Trump Is Obsessed With The Size Of His Tax Cut, Can't Admit It's Not The Biggest

“Since we passed tax cuts, roughly 3 million workers have already gotten tax cut bonuses ― many of them thousands of dollars per worker,” Trump said.

WASHINGTON ― President Donald Trump has repeatedly said, falsely, that the Tax Cuts and Jobs Act he signed into law last month is the biggest tax cut in American history. 

Fact-checkers have repeatedly said he’s wrong, and yet, in his State of the Union address on Tuesday, Trump persisted. 

“Just as I promised the American People from this podium 11 months ago, we enacted the biggest tax cuts and reforms in American history,” Trump told a joint session of Congress. 

On paper, the Tax Cuts and Jobs Act costs $1.5 trillion over 10 years, though it will cost about $2 trillion if lawmakers prevent the expiration of individual tax cuts scheduled for 2025. But even if they do that, it still won’t be the biggest cut in history.  

The Committee for a Responsible Federal Budget, which opposed the tax bill because it will widen federal budget deficits, has estimated that for the Trump tax cut to be the biggest ― in terms of its size relative to gross domestic product ― it would need to reduce revenue by $6.8 trillion. The Tax Cuts and Jobs Act currently ranks as the eighth biggest by that measure, and fourth biggest according to how many dollars it costs the Treasury. 

Trump could maybe claim that by saying “biggest tax cuts and reforms,” he’s not simply lying about the scale of the new tax law. Some of the bigger tax cuts on the list, including two signed into law by former President Barack Obama, simply cut taxes without making changes to the structure of the federal tax code as major as the ones in the Tax Cuts and Jobs Act. 

A White House spokesperson did not immediately respond to HuffPOst’s request for comment. 

While Trump’s tax cut may not be the biggest in history, it’s probably the most divisive. Republicans rushed the bill through Congress without a single Democratic vote. Democratic lawmakers in the California State Legislature are trying to subvert the tax bill’s limit on deductions for state and local taxes, while the Democratic governors of New York, New Jersey and Connecticut are threatening a long-shot lawsuit over the provision.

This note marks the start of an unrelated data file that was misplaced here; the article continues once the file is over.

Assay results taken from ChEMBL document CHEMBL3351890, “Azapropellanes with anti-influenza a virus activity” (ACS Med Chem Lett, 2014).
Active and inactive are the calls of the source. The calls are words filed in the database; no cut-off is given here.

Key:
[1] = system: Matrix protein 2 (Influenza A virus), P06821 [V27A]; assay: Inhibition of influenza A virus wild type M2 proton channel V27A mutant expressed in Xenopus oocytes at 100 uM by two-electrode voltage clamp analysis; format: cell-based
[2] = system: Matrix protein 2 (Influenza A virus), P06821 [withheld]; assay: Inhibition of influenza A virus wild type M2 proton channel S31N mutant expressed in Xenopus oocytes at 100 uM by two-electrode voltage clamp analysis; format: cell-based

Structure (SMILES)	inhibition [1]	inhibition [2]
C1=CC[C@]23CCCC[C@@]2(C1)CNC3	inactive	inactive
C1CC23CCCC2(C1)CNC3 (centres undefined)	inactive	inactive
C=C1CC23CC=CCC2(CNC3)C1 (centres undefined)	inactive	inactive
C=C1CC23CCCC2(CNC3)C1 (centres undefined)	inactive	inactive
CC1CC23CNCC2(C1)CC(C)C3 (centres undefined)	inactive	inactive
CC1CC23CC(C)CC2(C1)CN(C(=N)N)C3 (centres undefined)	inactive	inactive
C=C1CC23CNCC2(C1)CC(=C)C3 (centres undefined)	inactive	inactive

Trump also touted recent bonuses that several large companies have said they’re giving workers because of the tax bill. 

“Since we passed tax cuts, roughly 3 million workers have already gotten tax cut bonuses ― many of them thousands of dollars per worker,” Trump said. 

Trump was apparently citing a Republican tally of announcements by more than 200 companies employing approximately that many people, which is about 1.8 percent of the U.S. labor force.

Though the bonus announcements have garnered massive press attention, the payouts so far represent a tiny fraction of the tax savings companies expect from the tax reform. HuffPost’s parent company Verizon, for instance, said it would dole out more than $400 million worth of stock awards to its employees, and stands to save as much as $4 billion in taxes. 

The White House previously estimated that corporate tax cuts would eventually boost workers’ earnings by at least $4,000 annually, a figure Trump cited during his speech. The higher pay would come about thanks to increased business investment that makes workers more productive, not bonuses, though most economists think the $4,000 figure is unrealistic. 

Trump didn’t repeat past claims that the new tax law would benefit the middle class and not the rich. The nonpartisan Tax Policy Center has estimated the wealthiest 5 percent of taxpayers would see the largest percentage increase in after-tax income under the law.

The president capped the tax portion of his speech with a note of optimism, as though he’d fulfilled a campaign promise to make supporters’ wildest dreams come true. 

“If you work hard, if you believe in yourself, if you believe in America, then you can dream anything, you can be anything, and together, we can achieve anything,” he said. 

This story has been updated to include more remarks from Trump’s speech.